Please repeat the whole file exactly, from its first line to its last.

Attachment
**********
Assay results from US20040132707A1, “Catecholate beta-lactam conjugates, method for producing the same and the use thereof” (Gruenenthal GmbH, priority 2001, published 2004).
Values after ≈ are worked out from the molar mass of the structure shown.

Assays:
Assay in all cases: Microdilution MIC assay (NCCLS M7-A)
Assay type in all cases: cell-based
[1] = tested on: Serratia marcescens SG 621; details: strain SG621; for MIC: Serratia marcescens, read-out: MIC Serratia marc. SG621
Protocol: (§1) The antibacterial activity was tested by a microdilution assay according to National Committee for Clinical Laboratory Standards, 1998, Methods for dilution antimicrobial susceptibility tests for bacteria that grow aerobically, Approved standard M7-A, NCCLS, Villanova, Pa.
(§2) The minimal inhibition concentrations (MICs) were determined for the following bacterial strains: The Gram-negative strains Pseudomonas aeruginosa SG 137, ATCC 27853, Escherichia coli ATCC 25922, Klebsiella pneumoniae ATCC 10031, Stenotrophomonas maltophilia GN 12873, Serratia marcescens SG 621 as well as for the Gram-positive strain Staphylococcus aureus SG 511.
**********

Assay results from US20040132707A1, “Catecholate beta-lactam conjugates, method for producing the same and the use thereof” (Gruenenthal GmbH, priority 2001, published 2004).
Values after ≈ are worked out from the molar mass of the structure shown.

Assays:
Assay in all cases: Microdilution MIC assay (NCCLS M7-A)
Assay type in all cases: cell-based
[1] = tested on: Serratia marcescens SG 621; details: strain SG621; for MIC: Serratia marcescens, read-out: MIC Serratia marc. SG621
Protocol: (§1) The antibacterial activity was tested by a microdilution assay according to National Committee for Clinical Laboratory Standards, 1998, Methods for dilution antimicrobial susceptibility tests for bacteria that grow aerobically, Approved standard M7-A, NCCLS, Villanova, Pa.
(§2) The minimal inhibition concentrations (MICs) were determined for the following bacterial strains: The Gram-negative strains Pseudomonas aeruginosa SG 137, ATCC 27853, Escherichia coli ATCC 25922, Klebsiella pneumoniae ATCC 10031, Stenotrophomonas maltophilia GN 12873, Serratia marcescens SG 621 as well as for the Gram-positive strain Staphylococcus aureus SG 511.